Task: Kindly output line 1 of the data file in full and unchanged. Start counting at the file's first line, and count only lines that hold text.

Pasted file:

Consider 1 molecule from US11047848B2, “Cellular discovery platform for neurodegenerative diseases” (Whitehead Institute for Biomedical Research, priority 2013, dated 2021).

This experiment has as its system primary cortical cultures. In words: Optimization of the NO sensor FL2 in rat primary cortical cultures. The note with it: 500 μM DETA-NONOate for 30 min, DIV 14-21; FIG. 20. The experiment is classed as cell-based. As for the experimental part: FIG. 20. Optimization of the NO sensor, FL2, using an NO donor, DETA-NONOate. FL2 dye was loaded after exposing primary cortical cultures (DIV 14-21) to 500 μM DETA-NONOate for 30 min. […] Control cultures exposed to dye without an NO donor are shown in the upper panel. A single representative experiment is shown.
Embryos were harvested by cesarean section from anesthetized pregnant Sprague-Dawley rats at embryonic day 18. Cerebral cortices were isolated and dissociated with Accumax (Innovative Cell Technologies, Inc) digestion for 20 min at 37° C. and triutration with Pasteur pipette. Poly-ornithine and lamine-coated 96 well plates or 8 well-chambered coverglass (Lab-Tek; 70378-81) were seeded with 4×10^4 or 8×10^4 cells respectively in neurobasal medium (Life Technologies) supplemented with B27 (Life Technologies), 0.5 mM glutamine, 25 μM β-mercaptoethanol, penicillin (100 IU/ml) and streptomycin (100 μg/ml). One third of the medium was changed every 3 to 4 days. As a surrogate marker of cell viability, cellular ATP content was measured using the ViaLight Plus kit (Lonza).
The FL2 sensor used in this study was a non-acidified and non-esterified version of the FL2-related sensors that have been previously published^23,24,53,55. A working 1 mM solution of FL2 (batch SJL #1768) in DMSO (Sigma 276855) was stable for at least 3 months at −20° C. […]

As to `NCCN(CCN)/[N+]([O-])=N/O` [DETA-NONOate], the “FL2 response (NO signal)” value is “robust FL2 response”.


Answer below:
Consider 1 molecule from US11047848B2, “Cellular discovery platform for neurodegenerative diseases” (Whitehead Institute for Biomedical Research, priority 2013, dated 2021).